Warren Buffett’s Will: Put My Estate In Index Funds

If you follow the career of billionaire investor Warren Buffett, you likely have kept up on the succession chatter of late.

After all, Buffet is 83 now. Sooner or later, someone will take the reins at his firm, Berkshire Hathaway, and that person will pick up the mantle of his amazing performance over the years.

They will be tough shoes to fill. Buffett racked up nearly a 20 percent annualized return through 2012 from 1965, turning a foundering textile mill into a holding company for ventures that span the globe and run the gamut from consumer goods and newspapers to industrial giants and railroads.

That compares to a 9.4% return on the S&P 500 — quite a run. And while investors have long made the pilgrimage to Berkshire headquarters in Omaha to hear Buffett and his managers speak, they probably weren’t prepared for his latest remarks on investing. He flatly endorsed a si​mple portfolio of inexpensive index funds for his own survivors.

Put your money in index funds and move on, he told them. Seriously, you’ll do better. In fact, he said, that’s what I plan to do with my own money once I am gone.

Here’s the quote, from page 20 of his most recent annual letter to Berkshire shareholders, dated Feb. 28. After all of his Berkshire shares are distributed to charity, take the cash, Buffett says, and just buy index funds:

My advice to the trustee could not be more simple: Put 10% of the cash in short-term government bonds and 90% in a very low-cost S&P 500 index fund. (I suggest Vanguard’s.) I believe the trust’s long-term results from this policy will be superior to those attained by most investors — whether pension funds, institutions or individuals — who employ high-fee managers.

What’s fascinating about this letter is not that he favors passive investments. That much we already knew. Nor that he believes in stocks, as a 90/10 split clearly implies.

Ignore the chatter

What’s fascinating is that he doesn’t want his executor to keep the money in Berkshire, where presumably his influence would continue on for at least a few years. Nor does he want his surviving family to bother with Wall Street and active money managers.

Again, from the letter:

Both individuals and institutions will constantly be urged to be active by those who profit from giving advice or effecting transactions. The resulting frictional costs can be huge and, for investors in aggregate, devoid of benefit. So ignore the chatter, keep your costs minimal, and invest in stocks as you would in a farm.

It’s an interesting notion, considering that Buffett himself owns a 400-acre farm. He admits up front he knows nothing about farming, but as investments go it isn’t among the most sophisticated he’s ever had to analyze.

The farming comparison, however, is right in line with how long-term portfolio investing really works to ensure that your retirement happens. You have to presume from the start that planting seed means, in time, a crop will grow.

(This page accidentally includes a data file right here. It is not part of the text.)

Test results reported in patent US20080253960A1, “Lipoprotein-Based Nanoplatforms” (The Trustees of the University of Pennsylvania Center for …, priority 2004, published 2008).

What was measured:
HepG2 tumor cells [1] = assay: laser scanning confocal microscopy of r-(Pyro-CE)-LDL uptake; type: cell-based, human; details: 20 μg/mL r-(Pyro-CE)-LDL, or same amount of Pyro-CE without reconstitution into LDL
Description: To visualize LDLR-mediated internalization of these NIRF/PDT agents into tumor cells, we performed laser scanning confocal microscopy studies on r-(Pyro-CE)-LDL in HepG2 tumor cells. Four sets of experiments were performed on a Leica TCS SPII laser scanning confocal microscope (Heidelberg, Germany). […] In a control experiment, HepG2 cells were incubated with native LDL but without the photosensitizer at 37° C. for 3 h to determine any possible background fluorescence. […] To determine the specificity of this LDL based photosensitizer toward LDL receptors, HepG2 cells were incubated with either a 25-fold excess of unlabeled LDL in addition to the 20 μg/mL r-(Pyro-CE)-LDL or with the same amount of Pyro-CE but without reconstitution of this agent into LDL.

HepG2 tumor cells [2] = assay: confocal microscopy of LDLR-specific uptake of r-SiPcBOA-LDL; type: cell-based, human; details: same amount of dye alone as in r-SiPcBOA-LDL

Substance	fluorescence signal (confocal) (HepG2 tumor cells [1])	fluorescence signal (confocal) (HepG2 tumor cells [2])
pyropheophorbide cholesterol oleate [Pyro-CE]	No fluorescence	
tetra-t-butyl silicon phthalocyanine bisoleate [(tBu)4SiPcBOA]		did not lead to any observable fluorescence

There might be bad weather. There could be a crop failure one year or the next. There are certain costs of doing business, mostly predictable and best kept low.

And, largely, there’s nothing to do. Like crops in the field, a long-term, mostly stock investment cannot help but produce a reasonable return — assuming you don’t overthink it and don’t spend willy-nilly in a vain attempt to make it grow faster.

Some will argue that Buffett’s advice is a case of “do as I say and not as I do,” and that’s a fair criticism. For instance, on Berkshire’s behalf he holds a small number of stocks in a limited number of sectors. One academic analysis of his Berkshire investments found a median holding period of one year.

‘Do as I say’

But listen carefully to what Buffett is saying in his letter. Frictional costs are huge and, for investors in aggregate, devoid of benefit. He really is saying “do as I say, not as I do” because you and I are not Warren Buffett.

The researchers put it this way:

Warren Buffett’s record by the start of our sample period strongly suggests he is a gifted trader. His success in subsequent years in generating abnormal returns does not in itself imply market inefficiency. Rather such returns can be construed as compensation for his extraordinary talent and acquisition of private information.

Do you have access to the same private information as Warren Buffett? Do you have his level of investing skill? Does your financial advisor?

If the answer to these questions is “no,” just buy a portfolio of index funds and be a farmer about it. You’ll do better than most, avoid losing money pointlessly to high-cost active managers and certainly do well enough over time to retire with more.

It’s what Buffett is doing for his own family.

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